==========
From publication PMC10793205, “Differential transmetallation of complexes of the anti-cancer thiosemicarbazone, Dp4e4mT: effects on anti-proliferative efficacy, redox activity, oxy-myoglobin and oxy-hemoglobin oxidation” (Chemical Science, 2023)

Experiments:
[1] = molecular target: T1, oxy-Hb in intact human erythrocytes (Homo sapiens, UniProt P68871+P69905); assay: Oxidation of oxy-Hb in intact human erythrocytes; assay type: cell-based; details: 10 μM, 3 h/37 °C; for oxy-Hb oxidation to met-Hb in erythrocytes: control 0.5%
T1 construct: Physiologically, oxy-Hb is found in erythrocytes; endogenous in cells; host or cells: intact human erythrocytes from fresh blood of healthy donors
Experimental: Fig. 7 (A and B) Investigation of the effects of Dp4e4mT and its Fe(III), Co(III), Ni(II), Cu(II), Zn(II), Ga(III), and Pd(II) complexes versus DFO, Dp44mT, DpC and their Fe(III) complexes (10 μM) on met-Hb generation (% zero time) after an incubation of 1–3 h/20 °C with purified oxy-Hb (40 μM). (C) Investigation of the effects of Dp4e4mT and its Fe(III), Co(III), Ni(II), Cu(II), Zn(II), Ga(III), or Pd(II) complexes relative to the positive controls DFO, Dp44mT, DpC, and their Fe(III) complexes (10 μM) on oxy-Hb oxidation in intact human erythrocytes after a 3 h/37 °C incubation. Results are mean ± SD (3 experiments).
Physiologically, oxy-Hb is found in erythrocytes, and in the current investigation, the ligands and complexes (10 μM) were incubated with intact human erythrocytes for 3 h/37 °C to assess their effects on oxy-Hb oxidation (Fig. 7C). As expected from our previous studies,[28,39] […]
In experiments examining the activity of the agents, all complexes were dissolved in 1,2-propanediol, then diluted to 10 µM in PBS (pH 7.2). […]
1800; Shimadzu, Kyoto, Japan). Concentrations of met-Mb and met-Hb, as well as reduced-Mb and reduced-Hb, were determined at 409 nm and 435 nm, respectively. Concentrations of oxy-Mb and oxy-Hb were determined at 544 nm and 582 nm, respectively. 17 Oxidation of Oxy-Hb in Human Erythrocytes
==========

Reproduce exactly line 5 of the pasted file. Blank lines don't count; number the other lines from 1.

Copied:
Experimental: Fig. 7 (A and B) Investigation of the effects of Dp4e4mT and its Fe(III), Co(III), Ni(II), Cu(II), Zn(II), Ga(III), and Pd(II) complexes versus DFO, Dp44mT, DpC and their Fe(III) complexes (10 μM) on met-Hb generation (% zero time) after an incubation of 1–3 h/20 °C with purified oxy-Hb (40 μM). (C) Investigation of the effects of Dp4e4mT and its Fe(III), Co(III), Ni(II), Cu(II), Zn(II), Ga(III), or Pd(II) complexes relative to the positive controls DFO, Dp44mT, DpC, and their Fe(III) complexes (10 μM) on oxy-Hb oxidation in intact human erythrocytes after a 3 h/37 °C incubation. Results are mean ± SD (3 experiments).